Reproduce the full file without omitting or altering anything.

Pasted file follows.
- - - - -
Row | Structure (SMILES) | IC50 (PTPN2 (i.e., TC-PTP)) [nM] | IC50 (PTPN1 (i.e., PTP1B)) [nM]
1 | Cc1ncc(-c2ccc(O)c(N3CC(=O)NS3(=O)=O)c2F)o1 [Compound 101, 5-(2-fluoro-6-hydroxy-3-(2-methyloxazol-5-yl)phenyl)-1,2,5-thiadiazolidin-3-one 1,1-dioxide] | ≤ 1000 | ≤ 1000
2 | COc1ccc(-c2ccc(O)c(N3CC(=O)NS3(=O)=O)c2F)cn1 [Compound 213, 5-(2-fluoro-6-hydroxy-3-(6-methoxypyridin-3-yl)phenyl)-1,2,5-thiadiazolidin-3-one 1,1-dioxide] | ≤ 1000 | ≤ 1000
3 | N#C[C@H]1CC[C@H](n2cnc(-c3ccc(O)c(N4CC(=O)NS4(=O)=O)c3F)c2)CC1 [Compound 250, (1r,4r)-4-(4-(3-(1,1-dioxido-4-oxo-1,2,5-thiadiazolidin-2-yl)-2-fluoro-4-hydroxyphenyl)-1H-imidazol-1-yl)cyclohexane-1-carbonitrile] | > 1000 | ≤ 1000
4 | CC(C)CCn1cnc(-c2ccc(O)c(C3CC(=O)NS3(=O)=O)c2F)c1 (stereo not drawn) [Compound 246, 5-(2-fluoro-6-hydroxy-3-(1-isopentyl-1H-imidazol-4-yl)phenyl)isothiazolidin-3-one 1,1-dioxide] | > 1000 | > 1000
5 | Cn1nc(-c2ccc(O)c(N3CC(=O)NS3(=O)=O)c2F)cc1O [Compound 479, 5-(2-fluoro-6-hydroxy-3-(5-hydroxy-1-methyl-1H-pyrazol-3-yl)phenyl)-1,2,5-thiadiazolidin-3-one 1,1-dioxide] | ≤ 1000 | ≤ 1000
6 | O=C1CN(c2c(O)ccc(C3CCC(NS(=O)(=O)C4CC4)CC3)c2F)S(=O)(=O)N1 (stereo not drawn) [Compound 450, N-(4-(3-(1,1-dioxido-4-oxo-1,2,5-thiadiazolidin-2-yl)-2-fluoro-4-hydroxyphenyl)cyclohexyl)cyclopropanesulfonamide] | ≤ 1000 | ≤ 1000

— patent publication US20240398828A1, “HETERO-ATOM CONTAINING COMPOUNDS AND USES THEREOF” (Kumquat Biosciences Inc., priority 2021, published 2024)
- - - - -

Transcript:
Row | Structure (SMILES) | IC50 (PTPN2 (i.e., TC-PTP)) [nM] | IC50 (PTPN1 (i.e., PTP1B)) [nM]
1 | Cc1ncc(-c2ccc(O)c(N3CC(=O)NS3(=O)=O)c2F)o1 [Compound 101, 5-(2-fluoro-6-hydroxy-3-(2-methyloxazol-5-yl)phenyl)-1,2,5-thiadiazolidin-3-one 1,1-dioxide] | ≤ 1000 | ≤ 1000
2 | COc1ccc(-c2ccc(O)c(N3CC(=O)NS3(=O)=O)c2F)cn1 [Compound 213, 5-(2-fluoro-6-hydroxy-3-(6-methoxypyridin-3-yl)phenyl)-1,2,5-thiadiazolidin-3-one 1,1-dioxide] | ≤ 1000 | ≤ 1000
3 | N#C[C@H]1CC[C@H](n2cnc(-c3ccc(O)c(N4CC(=O)NS4(=O)=O)c3F)c2)CC1 [Compound 250, (1r,4r)-4-(4-(3-(1,1-dioxido-4-oxo-1,2,5-thiadiazolidin-2-yl)-2-fluoro-4-hydroxyphenyl)-1H-imidazol-1-yl)cyclohexane-1-carbonitrile] | > 1000 | ≤ 1000
4 | CC(C)CCn1cnc(-c2ccc(O)c(C3CC(=O)NS3(=O)=O)c2F)c1 (stereo not drawn) [Compound 246, 5-(2-fluoro-6-hydroxy-3-(1-isopentyl-1H-imidazol-4-yl)phenyl)isothiazolidin-3-one 1,1-dioxide] | > 1000 | > 1000
5 | Cn1nc(-c2ccc(O)c(N3CC(=O)NS3(=O)=O)c2F)cc1O [Compound 479, 5-(2-fluoro-6-hydroxy-3-(5-hydroxy-1-methyl-1H-pyrazol-3-yl)phenyl)-1,2,5-thiadiazolidin-3-one 1,1-dioxide] | ≤ 1000 | ≤ 1000
6 | O=C1CN(c2c(O)ccc(C3CCC(NS(=O)(=O)C4CC4)CC3)c2F)S(=O)(=O)N1 (stereo not drawn) [Compound 450, N-(4-(3-(1,1-dioxido-4-oxo-1,2,5-thiadiazolidin-2-yl)-2-fluoro-4-hydroxyphenyl)cyclohexyl)cyclopropanesulfonamide] | ≤ 1000 | ≤ 1000

— patent publication US20240398828A1, “HETERO-ATOM CONTAINING COMPOUNDS AND USES THEREOF” (Kumquat Biosciences Inc., priority 2021, published 2024)